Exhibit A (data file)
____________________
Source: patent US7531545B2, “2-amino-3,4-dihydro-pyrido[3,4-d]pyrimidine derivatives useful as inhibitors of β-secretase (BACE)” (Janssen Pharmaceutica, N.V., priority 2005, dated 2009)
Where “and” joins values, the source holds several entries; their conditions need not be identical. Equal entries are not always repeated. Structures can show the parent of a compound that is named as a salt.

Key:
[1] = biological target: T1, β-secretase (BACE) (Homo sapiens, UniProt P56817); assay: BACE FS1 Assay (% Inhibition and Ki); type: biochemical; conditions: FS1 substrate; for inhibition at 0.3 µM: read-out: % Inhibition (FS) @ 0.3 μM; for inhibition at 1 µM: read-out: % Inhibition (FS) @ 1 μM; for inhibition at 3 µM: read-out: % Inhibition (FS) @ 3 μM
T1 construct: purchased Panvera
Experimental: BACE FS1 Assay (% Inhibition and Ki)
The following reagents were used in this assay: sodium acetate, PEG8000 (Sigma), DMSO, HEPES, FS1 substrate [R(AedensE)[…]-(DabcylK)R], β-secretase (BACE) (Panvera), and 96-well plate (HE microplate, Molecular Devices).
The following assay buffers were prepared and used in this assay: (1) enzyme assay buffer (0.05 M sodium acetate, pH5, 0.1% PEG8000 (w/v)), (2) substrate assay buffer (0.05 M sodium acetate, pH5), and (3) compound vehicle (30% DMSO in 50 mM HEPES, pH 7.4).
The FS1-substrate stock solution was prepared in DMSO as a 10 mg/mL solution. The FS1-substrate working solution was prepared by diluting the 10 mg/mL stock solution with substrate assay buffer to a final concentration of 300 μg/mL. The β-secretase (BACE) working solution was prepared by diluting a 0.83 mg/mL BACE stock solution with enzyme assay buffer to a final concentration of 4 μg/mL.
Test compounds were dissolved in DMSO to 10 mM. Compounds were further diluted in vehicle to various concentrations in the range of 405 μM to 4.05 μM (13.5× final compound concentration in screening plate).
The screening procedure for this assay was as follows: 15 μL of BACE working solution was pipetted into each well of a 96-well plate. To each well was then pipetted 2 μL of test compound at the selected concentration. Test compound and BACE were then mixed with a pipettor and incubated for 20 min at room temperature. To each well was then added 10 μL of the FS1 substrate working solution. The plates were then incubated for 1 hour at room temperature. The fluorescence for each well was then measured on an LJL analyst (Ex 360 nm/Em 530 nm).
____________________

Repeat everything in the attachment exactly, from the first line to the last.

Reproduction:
Source: patent US7531545B2, “2-amino-3,4-dihydro-pyrido[3,4-d]pyrimidine derivatives useful as inhibitors of β-secretase (BACE)” (Janssen Pharmaceutica, N.V., priority 2005, dated 2009)
Where “and” joins values, the source holds several entries; their conditions need not be identical. Equal entries are not always repeated. Structures can show the parent of a compound that is named as a salt.

Key:
[1] = biological target: T1, β-secretase (BACE) (Homo sapiens, UniProt P56817); assay: BACE FS1 Assay (% Inhibition and Ki); type: biochemical; conditions: FS1 substrate; for inhibition at 0.3 µM: read-out: % Inhibition (FS) @ 0.3 μM; for inhibition at 1 µM: read-out: % Inhibition (FS) @ 1 μM; for inhibition at 3 µM: read-out: % Inhibition (FS) @ 3 μM
T1 construct: purchased Panvera
Experimental: BACE FS1 Assay (% Inhibition and Ki)
The following reagents were used in this assay: sodium acetate, PEG8000 (Sigma), DMSO, HEPES, FS1 substrate [R(AedensE)[…]-(DabcylK)R], β-secretase (BACE) (Panvera), and 96-well plate (HE microplate, Molecular Devices).
The following assay buffers were prepared and used in this assay: (1) enzyme assay buffer (0.05 M sodium acetate, pH5, 0.1% PEG8000 (w/v)), (2) substrate assay buffer (0.05 M sodium acetate, pH5), and (3) compound vehicle (30% DMSO in 50 mM HEPES, pH 7.4).
The FS1-substrate stock solution was prepared in DMSO as a 10 mg/mL solution. The FS1-substrate working solution was prepared by diluting the 10 mg/mL stock solution with substrate assay buffer to a final concentration of 300 μg/mL. The β-secretase (BACE) working solution was prepared by diluting a 0.83 mg/mL BACE stock solution with enzyme assay buffer to a final concentration of 4 μg/mL.
Test compounds were dissolved in DMSO to 10 mM. Compounds were further diluted in vehicle to various concentrations in the range of 405 μM to 4.05 μM (13.5× final compound concentration in screening plate).
The screening procedure for this assay was as follows: 15 μL of BACE working solution was pipetted into each well of a 96-well plate. To each well was then pipetted 2 μL of test compound at the selected concentration. Test compound and BACE were then mixed with a pipettor and incubated for 20 min at room temperature. To each well was then added 10 μL of the FS1 substrate working solution. The plates were then incubated for 1 hour at room temperature. The fluorescence for each well was then measured on an LJL analyst (Ex 360 nm/Em 530 nm).